There’s nothing like spending three hours putting leaflets through people’s doors to give you a perspective on what politics really is.
In the current angry – perhaps even hysterical? – climate, it would be easy to think that politics is rotten to the core. But it isn’t. Do you remember those ‘Love is ...’ cartoons that had as many answers as people wanted to think up? Well let me paraphrase.
· Bleeding knuckles from dropping leaflets through metal letterboxes
· High blood pressure from having dogs threatening to bite your fingers off
· Low self-esteem from being the recipient of people’s anger for all sorts of reasons nothing to do with you
· Finding the wallet is empty because the party has asked for yet another donation to funds campaigning work
· That look in one’s partner’s eye that says ‘You said you’d be home an hour and a half ago’ when you get back from yet another meeting.
And many more – all because you believe in something enough to be willing to go out and put your money (and the skin of your knuckles) where your mouth is.
Normally when I go from door-to-door asking people if the Liberal Democrats can count on their vote at the forthcoming election, I listen and don’t generally challenge what people tell me – it’s like a surgery on foot. But I have become, not aggressive but politely assertive when people say, as they do at lot at present, ‘Oh you politicians are all as bad as each other.’
What I don’t say – though often want to – is that there are very few people who have a totally clean record on their expenses, and that those who do should be the ones to cast the first stone. Many people – waiters, hairdressers, even my own profession of journalists – have been caught up unwillingly in a system that underpays but has a tacit acceptance that income can be topped up by ‘expenses’ claims, so it would be wrong to assume that MPs are all bad apples because they too have got caught up in it (a system largely instigated incidentally by Margaret Thatcher).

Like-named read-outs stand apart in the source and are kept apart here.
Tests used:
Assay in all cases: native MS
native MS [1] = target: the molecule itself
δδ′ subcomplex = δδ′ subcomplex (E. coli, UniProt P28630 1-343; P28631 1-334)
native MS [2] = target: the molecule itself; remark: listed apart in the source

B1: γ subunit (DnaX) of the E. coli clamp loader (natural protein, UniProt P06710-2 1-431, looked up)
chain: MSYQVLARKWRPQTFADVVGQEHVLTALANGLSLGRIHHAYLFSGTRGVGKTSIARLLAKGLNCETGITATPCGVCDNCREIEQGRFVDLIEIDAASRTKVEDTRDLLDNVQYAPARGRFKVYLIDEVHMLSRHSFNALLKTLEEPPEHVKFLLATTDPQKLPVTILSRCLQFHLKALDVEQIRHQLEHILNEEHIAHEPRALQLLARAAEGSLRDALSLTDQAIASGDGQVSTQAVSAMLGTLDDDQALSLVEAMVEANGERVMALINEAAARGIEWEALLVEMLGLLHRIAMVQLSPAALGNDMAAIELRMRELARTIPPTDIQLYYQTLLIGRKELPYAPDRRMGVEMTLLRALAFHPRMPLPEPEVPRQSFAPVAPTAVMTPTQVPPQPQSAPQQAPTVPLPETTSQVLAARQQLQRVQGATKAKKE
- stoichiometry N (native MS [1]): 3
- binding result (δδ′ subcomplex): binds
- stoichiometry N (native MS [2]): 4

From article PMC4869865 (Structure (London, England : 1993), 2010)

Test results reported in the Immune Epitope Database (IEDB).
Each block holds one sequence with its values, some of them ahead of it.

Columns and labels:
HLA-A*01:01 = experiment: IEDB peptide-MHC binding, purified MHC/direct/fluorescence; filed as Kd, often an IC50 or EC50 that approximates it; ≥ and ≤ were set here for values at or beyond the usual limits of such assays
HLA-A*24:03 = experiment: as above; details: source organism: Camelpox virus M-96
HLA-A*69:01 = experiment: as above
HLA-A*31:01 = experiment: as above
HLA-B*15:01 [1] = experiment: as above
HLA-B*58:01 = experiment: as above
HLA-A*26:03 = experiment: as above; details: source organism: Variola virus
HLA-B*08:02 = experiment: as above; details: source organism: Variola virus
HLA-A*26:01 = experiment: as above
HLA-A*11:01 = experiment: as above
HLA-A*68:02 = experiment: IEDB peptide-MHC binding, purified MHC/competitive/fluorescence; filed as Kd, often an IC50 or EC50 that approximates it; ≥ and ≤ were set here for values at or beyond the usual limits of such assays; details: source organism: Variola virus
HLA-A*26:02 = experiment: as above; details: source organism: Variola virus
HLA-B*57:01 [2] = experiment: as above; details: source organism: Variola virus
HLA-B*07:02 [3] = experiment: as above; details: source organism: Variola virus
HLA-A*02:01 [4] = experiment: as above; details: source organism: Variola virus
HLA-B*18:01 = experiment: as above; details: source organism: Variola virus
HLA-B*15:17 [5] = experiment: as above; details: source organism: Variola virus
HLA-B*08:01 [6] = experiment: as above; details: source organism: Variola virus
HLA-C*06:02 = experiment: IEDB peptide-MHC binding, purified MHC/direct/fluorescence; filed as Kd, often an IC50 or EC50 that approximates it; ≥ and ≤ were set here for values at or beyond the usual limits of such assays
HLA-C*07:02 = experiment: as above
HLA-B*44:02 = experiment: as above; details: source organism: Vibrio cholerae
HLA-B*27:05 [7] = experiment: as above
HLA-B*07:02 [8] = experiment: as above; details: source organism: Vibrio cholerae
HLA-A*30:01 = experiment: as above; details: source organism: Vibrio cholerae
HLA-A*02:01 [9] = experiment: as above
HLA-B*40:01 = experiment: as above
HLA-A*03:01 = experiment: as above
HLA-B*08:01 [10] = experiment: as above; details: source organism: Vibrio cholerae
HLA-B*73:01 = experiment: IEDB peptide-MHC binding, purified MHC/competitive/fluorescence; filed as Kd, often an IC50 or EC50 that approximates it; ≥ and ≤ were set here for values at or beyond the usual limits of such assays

The anger people feel about MPs’ expenses is totally understandable. But it is a travesty of justice to take it out on their lay councillors and council candidates (unless they have done something illegal or unethical). So I say to people on the doorsteps: ‘I understand your anger, but surely you’re not going to let the goings-on at Westminster stop you saying who should represent you in filling in the potholes in your road and making sure your council tax is well spent, are you?’
Whether I get through to them will only become clear after 4 June. But I urge every voter in the forthcoming county council elections to vote – and to vote on local issues. If we get a turnout that’s higher than Westminster, that will send the signal that people do believe in democracy – it just has to be a fair, representative and clean one.